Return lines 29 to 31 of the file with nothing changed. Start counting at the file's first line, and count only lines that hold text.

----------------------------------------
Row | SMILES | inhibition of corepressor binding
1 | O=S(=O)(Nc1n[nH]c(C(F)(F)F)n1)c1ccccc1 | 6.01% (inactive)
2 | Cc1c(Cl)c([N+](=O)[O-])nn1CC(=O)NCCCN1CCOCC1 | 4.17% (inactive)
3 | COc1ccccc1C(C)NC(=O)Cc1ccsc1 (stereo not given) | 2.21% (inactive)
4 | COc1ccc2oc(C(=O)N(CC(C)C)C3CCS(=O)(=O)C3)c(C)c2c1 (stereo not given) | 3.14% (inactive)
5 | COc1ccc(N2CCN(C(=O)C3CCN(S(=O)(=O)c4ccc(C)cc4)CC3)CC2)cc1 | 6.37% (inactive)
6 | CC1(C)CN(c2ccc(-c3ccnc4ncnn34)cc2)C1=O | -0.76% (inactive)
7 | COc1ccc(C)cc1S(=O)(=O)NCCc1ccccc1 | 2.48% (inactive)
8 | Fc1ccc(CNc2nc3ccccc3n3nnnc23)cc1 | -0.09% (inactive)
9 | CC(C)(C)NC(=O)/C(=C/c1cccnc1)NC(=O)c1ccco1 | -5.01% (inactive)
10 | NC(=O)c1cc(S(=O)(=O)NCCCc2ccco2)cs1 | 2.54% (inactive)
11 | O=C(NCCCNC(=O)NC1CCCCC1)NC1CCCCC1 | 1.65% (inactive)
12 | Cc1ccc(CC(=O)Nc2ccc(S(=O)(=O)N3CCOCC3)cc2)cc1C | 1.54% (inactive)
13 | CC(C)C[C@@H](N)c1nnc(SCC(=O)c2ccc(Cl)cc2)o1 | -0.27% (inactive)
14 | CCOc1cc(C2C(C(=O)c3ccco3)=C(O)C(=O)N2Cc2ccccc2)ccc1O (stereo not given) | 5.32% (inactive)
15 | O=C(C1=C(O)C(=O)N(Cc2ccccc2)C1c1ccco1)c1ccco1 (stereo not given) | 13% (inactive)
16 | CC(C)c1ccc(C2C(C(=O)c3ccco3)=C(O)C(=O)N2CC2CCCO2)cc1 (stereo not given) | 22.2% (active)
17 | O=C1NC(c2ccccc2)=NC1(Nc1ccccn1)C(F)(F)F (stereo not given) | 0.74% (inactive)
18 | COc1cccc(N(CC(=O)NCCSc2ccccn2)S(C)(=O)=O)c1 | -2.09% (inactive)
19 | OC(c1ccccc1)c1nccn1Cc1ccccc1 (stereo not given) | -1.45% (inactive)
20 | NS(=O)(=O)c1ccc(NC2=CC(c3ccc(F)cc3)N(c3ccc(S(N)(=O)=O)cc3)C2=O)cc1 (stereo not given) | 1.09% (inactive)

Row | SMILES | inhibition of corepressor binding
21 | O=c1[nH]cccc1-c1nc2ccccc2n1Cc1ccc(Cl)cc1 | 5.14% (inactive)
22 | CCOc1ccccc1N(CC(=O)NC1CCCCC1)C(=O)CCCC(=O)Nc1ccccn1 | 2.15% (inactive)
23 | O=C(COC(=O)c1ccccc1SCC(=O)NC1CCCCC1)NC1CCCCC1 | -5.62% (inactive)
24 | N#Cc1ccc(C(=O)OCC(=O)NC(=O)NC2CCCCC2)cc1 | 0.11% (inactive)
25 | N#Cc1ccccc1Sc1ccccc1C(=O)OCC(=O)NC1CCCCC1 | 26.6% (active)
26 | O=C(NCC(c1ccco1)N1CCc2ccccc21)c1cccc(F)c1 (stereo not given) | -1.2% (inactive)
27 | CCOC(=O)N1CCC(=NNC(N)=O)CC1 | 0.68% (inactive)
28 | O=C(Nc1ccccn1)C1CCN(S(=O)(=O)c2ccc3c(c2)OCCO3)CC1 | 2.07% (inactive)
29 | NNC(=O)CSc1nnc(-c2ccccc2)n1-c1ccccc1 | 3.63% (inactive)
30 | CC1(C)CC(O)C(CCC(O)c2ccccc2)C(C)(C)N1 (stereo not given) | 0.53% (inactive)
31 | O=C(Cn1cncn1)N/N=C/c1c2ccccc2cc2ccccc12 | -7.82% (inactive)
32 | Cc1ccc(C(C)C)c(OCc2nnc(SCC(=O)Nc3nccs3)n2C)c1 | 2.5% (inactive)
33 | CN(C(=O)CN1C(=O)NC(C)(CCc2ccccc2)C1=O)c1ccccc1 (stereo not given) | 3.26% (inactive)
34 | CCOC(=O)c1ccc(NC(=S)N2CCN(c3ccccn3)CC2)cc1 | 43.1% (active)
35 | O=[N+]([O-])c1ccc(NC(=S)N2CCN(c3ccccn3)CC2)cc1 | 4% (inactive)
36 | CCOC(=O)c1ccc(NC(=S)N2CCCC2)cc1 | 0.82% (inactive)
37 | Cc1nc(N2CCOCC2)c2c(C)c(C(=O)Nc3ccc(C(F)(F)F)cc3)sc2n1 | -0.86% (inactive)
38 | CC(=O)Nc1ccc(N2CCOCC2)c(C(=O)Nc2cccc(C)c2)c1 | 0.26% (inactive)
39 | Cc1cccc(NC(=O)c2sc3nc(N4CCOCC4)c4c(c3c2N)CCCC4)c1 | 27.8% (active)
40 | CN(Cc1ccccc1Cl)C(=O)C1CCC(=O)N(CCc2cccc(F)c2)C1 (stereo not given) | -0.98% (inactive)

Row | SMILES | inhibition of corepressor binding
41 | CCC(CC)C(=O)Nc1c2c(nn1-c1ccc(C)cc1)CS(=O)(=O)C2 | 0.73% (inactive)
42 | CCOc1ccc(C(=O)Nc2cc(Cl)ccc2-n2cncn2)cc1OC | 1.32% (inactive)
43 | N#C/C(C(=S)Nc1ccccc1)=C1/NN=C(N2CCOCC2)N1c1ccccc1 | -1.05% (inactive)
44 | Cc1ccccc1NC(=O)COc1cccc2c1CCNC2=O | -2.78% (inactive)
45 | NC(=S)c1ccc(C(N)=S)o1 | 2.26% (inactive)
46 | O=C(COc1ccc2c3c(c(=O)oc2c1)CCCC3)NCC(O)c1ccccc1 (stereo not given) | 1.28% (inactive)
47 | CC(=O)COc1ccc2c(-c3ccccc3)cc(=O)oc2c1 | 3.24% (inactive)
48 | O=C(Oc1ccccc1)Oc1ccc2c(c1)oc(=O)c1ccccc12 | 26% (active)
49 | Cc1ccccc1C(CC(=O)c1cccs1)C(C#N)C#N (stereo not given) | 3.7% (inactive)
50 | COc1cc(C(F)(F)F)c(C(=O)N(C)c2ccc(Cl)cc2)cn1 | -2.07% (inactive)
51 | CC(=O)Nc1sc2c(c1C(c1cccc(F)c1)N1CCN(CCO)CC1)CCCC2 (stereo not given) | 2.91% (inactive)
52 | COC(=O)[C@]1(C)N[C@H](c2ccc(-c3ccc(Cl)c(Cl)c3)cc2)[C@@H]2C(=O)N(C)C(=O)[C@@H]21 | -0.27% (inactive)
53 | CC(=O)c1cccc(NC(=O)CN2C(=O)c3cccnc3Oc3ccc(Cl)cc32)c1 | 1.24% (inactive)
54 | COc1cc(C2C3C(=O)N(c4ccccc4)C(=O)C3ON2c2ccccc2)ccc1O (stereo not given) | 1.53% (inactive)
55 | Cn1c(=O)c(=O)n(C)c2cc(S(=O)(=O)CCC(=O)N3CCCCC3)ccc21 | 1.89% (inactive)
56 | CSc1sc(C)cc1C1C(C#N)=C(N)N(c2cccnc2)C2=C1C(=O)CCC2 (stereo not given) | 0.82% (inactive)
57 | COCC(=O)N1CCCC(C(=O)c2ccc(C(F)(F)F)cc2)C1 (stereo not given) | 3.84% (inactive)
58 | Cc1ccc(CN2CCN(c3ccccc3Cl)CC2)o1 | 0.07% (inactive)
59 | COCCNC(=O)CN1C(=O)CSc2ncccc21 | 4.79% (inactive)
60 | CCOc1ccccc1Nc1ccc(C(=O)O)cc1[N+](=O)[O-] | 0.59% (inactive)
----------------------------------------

27 | CCOC(=O)N1CCC(=NNC(N)=O)CC1 | 0.68% (inactive)
28 | O=C(Nc1ccccn1)C1CCN(S(=O)(=O)c2ccc3c(c2)OCCO3)CC1 | 2.07% (inactive)
29 | NNC(=O)CSc1nnc(-c2ccccc2)n1-c1ccccc1 | 3.63% (inactive)